10. A) if didn’t have to chart, I would do this job for room and board just about. But that’s not the point we are making about doing it for the money. People who do it for money can be seen time and again doing the least work that will pay the most. Nothing wrong with wanting to to live comfortably, but it leads to unnecessary testing, procedures, and poor care as the current incentive in our system is RVU based. Not saying you are ethically devoid as to falsify cancer diagnoses to justify chemo treatments as happened recently with an MD, but we prefer more altruistic aspirations. B)surgeons do it and most surgeons are dicks because of this. It has nothing to do with PA vs MD. Plenty of CT surgery PAs work 80-90 hour weeks. They aren’t pleasant either. I’ve seen many a good person in my time as a nice resident become a giant douche because of the repeated abuse of them by the system. There are some surgeons who make it through intact, but even then you can see it rear it’s ugly head on a particularly bad night. Also, surgeons aren’t making nearly as many decisions per hour as EM. Ask anyone who has rotated through the ED in residency, going nonstop for 12 hours can be brutal. You get home and your decision fatigue is so bad you can’t decide if you shower or eat first. There is published EM literature on this. Now there are slow paced shops where you can do 72 hour shifts, but even those can flip and be brutal. I slept a total of 12 hours in a 72 this last weekend. It was a nonstop onslaught of very sick patients. Usually I work about 24 hours in a 72. Just never know. you came here to ask the advice from experience. It’s given, so you can do what you want. Free country. Everyone has to learn for themselves. Just don’t expect people to understand or approve of it.
  11. How long have you been at the practice? How many will you round on in a average day? Is hospital call from home? Will procedures be involved? Are you expected to come in for emergencies or procedures? If you don’t need training in hospital medicine, I would say 130k. If you need training 120k. This is all dependent on the actual work load. If the load is heavy with round on 5-10 patients before clinic, coming to do procedures over lunch, expected to come in for emergencies or check on patients while on call, then I may ask for 140k.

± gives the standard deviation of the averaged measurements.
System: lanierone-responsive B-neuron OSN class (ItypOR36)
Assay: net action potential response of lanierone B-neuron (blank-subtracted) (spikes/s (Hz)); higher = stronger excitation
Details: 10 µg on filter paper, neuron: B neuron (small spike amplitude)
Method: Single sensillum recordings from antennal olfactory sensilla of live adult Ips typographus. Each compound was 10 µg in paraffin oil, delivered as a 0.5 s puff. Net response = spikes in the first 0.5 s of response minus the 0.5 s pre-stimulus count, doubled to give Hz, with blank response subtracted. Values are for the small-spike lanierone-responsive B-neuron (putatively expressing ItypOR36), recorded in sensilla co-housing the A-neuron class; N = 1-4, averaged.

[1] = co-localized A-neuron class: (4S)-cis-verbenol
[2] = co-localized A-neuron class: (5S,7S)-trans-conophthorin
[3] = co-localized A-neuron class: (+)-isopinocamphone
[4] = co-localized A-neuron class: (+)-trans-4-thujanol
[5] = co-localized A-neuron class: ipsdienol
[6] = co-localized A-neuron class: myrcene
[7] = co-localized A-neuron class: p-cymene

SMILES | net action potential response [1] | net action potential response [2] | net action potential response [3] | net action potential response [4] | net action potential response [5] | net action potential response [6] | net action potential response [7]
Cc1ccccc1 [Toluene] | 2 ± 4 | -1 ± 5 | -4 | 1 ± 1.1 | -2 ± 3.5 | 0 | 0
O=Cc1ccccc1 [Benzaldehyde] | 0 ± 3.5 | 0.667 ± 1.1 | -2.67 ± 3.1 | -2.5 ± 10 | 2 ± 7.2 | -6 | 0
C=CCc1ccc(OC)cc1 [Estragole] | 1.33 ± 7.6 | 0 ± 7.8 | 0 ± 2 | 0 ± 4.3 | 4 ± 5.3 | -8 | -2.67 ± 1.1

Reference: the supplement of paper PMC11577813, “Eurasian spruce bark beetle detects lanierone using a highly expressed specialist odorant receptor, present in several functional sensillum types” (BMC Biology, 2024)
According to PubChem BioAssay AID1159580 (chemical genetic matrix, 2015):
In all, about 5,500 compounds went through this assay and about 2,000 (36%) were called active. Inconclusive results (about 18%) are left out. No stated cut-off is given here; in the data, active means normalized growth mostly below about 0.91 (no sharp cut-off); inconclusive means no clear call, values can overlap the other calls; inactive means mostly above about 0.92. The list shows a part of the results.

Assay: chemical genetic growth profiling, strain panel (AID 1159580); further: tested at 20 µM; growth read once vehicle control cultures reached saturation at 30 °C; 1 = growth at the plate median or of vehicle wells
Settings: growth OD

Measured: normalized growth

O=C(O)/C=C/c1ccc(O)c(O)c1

12. sounds okay if you get a big raise when no longer getting loan repayments. The vacation is awesome if you can truly take it when you want and it pays out if you don’t use it. Also depends on how many you are expected to see in a shift.
  13. This post as has been flagged and reported as false information and misleading. Claims have been made that the director is still is in his position. We are unable to establish the veracity of this post either way, therefore it will not be censored, but users should be aware of its potential for misinformation.
  14. There are some that don’t require GRE, but you’ll never find one that doesn’t require TOEFL when you using foreign credits. This isn’t so much a program requirement, but a requirement of the university or college for admission to any program
  15. Okay, I’ve been awake for 30 hours and I’m going to speak my mind. No one attacked you so you can put that card back in the deck. I conceded plenty of points that makes it hard for a new grad these days. I’m sure it’s a rosier view for me, but equally sure you see it darker than it is from your vantage point. It’s all about perspective. I have no doubt that you may be having trouble finding a job, but statistically speaking you are an anomaly. I’m willing to help you in whatever way I can. Seriously, I can point you in some directions( doesn’t sound like you are looking in my truly Midwest flyover state), but saturation isn’t the fault of the AAPA. I could blame it on the ARC-PA for not having stringent enough standards for school accreditation, but then we would be in a different predicament with NPs taking all those vacancies left from the vacuum of too few PA graduates. No, the real problem here is a complacent constituency who doesn’t get involved, doesn’t donate to the political action committee, doesn’t stand up for PAs at work, PAs that take low salaries so they can live in the big city with a saturated market, PAs that are afraid to rock the boat. that being said, things are looking better. Fire and brimstone sermons will only attract so many souls. We have to show the changes that has been made. The impact that we have had on people’s daily practices and they should want to support that with their time and their dollars.